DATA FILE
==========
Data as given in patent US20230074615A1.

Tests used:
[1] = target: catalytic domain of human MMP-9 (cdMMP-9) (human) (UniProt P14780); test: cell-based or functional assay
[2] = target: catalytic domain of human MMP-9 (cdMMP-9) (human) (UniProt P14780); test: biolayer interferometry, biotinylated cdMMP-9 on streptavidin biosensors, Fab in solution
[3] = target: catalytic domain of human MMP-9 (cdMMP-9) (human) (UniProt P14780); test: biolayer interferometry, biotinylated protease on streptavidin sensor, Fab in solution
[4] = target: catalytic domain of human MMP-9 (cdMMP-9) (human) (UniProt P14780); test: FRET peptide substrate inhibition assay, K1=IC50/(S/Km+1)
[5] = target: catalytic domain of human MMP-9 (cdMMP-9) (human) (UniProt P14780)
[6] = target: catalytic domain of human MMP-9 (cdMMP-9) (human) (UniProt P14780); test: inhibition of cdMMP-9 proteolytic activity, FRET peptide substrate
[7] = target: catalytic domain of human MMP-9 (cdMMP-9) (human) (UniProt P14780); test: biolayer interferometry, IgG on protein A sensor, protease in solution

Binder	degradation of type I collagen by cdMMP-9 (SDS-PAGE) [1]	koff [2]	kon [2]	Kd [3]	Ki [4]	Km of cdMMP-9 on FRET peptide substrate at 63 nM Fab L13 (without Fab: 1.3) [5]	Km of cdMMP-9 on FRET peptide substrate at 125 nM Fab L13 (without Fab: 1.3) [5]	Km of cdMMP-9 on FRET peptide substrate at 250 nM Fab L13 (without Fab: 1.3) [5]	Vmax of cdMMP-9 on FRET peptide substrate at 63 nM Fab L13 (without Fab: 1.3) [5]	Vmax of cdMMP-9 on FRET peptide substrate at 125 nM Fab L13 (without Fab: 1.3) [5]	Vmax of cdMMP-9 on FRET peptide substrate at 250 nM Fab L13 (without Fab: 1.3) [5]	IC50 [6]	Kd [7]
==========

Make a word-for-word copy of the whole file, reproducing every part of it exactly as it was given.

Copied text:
Data as given in patent US20230074615A1.

Tests used:
[1] = target: catalytic domain of human MMP-9 (cdMMP-9) (human) (UniProt P14780); test: cell-based or functional assay
[2] = target: catalytic domain of human MMP-9 (cdMMP-9) (human) (UniProt P14780); test: biolayer interferometry, biotinylated cdMMP-9 on streptavidin biosensors, Fab in solution
[3] = target: catalytic domain of human MMP-9 (cdMMP-9) (human) (UniProt P14780); test: biolayer interferometry, biotinylated protease on streptavidin sensor, Fab in solution
[4] = target: catalytic domain of human MMP-9 (cdMMP-9) (human) (UniProt P14780); test: FRET peptide substrate inhibition assay, K1=IC50/(S/Km+1)
[5] = target: catalytic domain of human MMP-9 (cdMMP-9) (human) (UniProt P14780)
[6] = target: catalytic domain of human MMP-9 (cdMMP-9) (human) (UniProt P14780); test: inhibition of cdMMP-9 proteolytic activity, FRET peptide substrate
[7] = target: catalytic domain of human MMP-9 (cdMMP-9) (human) (UniProt P14780); test: biolayer interferometry, IgG on protein A sensor, protease in solution

Binder	degradation of type I collagen by cdMMP-9 (SDS-PAGE) [1]	koff [2]	kon [2]	Kd [3]	Ki [4]	Km of cdMMP-9 on FRET peptide substrate at 63 nM Fab L13 (without Fab: 1.3) [5]	Km of cdMMP-9 on FRET peptide substrate at 125 nM Fab L13 (without Fab: 1.3) [5]	Km of cdMMP-9 on FRET peptide substrate at 250 nM Fab L13 (without Fab: 1.3) [5]	Vmax of cdMMP-9 on FRET peptide substrate at 63 nM Fab L13 (without Fab: 1.3) [5]	Vmax of cdMMP-9 on FRET peptide substrate at 125 nM Fab L13 (without Fab: 1.3) [5]	Vmax of cdMMP-9 on FRET peptide substrate at 250 nM Fab L13 (without Fab: 1.3) [5]	IC50 [6]	Kd [7]